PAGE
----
“I tell you the truth, unless a kernel of wheat falls to the ground and dies, it remains only a single seed. But if it dies, it produces many seeds.” (John 12:24, NIV)

Some of the deepest satisfaction in life can come from knowing that we’re going to seed. Every day we have fresh opportunities to sow seeds on God’s behalf. Whether or not we do depends to a large extent on our attitude. Do we see others as “bit players” in our life, there to meet our needs, or as precious individuals whom God has placed in our path, so that we can bless them? The next time you are served by someone – for example, at a restaurant – consider the possibility that God may want you to serve them.

“Whoever wants to become great among you must be your servant, and whoever wants to be first must be your slave – just as the Son of Man did not come to be served, but to serve, and to give his life as a ransom for many.” ~ Jesus, speaking to His disciples
(Matthew 20:26-28, NIV)

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istock_000000391369xsmallLife is so bizarre sometimes. Here we are at the end of 2008, moving into a new year. I had a terrible year in a lot of ways, but God turned everything around in the most unexpected way. In fact, He used a near-catastrophic accident to wake me up to see just how blessed I am. I struggled through months of serious depression, and just as I was starting to get back on my feet, I had an accident that could have ended my life or left me disabled. But it was through this accident that God showed me some very important things.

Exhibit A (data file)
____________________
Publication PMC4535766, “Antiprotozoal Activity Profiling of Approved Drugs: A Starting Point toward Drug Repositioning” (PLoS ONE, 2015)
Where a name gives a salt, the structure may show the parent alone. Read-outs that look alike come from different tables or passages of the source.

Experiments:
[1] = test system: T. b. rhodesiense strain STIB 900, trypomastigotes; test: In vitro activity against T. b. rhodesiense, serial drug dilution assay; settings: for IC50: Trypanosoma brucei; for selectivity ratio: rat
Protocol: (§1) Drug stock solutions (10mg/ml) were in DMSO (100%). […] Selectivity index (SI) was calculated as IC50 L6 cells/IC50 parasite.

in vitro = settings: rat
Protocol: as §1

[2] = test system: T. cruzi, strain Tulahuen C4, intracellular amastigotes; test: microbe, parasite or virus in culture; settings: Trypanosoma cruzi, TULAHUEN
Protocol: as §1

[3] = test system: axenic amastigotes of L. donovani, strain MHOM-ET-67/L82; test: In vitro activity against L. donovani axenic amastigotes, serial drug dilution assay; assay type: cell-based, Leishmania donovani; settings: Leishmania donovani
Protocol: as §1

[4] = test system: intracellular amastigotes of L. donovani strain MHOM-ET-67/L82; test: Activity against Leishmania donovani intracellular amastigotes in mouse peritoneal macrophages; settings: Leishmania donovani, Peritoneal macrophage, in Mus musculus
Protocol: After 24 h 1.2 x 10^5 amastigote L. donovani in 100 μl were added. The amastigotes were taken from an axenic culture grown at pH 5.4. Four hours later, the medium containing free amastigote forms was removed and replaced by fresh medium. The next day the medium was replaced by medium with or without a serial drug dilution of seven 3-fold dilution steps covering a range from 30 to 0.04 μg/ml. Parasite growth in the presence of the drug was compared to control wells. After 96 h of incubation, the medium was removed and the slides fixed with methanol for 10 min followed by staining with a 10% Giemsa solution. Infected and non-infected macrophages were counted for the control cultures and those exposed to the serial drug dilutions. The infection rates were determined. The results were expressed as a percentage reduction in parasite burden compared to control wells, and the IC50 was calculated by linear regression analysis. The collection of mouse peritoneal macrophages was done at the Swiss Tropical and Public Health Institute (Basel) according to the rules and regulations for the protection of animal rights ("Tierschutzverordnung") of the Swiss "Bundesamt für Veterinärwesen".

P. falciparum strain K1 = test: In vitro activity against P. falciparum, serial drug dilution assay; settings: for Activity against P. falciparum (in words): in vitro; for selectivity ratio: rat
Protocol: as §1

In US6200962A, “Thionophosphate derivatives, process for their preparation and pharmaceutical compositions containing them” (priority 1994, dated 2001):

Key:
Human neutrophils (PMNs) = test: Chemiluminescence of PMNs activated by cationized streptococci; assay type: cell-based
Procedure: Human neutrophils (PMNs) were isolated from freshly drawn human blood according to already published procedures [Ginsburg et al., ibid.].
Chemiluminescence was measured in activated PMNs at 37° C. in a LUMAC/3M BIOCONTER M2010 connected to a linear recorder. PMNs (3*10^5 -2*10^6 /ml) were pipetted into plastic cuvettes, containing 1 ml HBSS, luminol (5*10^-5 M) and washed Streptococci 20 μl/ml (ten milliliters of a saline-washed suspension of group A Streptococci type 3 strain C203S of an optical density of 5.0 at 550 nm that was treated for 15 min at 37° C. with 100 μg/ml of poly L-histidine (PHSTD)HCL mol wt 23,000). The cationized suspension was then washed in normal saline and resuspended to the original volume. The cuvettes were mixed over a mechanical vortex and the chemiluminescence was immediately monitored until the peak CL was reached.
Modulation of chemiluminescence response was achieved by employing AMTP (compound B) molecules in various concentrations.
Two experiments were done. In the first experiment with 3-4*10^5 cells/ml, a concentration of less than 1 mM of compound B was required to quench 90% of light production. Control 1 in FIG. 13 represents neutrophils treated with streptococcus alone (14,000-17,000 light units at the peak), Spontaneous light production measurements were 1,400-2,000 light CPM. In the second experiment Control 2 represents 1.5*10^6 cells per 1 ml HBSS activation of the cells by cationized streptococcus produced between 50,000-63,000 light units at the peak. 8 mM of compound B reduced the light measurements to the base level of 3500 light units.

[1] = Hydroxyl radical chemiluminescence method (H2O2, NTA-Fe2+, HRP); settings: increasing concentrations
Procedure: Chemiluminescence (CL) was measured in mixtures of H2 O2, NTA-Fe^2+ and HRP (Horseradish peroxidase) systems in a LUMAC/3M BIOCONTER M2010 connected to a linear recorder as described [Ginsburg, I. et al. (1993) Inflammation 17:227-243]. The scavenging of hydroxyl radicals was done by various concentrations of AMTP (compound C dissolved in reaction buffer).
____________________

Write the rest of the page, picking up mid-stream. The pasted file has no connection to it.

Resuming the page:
He showed me that I really am loved – by Him, by my family and by my friends. People from church fell over themselves to help me, bringing meals, driving me to appointments, visiting me – really taking care of me. As a result of the accident, I’ve had some wonderful, priceless time with my elderly parents. Another thing God showed me is that life is so precious. Every moment is a gift from Him to be savoured and treasured. Nothing matters more than our relationships. Things that troubled me before my accident were put into perspective rather quickly at the realization that God had protected me and spared my life. What could have been an ending for me became a new beginning in God’s hands, a sort of divine wake-up call to fix my eyes on Jesus, to live my life with purpose and an attitude of gratitude.

What delights me is that the whole situation has God’s fingerprints all over it. He loves to work in unexpected ways, through situations that look hopeless or impossible. Think of the death of Lazarus in John 11. Jesus knew that Lazarus was sick, but instead of rushing to heal him, he stayed where he was for two more days. By the time he reached Bethany, Lazarus had been in the tomb for four days. There was no question that he was dead. When Jesus asked for the stone to be rolled away, Martha protested that the body would smell. In response, Jesus said, “did I not tell you if you would believe you would see the glory of God?” He then raised Lazarus from the dead. Nobody expected this to happen or thought Jesus could do it. The whole reason He waited before coming was to show God’s glory. He did something impossible. So what seemed like an ending, an omega, turned into a beginning, an alpha – and not just for Lazarus, but for all the people who witnessed his rebirth. That is incredibly exciting. I know God spared me not just for me, but for people around me. They witnessed a miracle first hand. Never stop praying and believing for the salvation of your loved ones.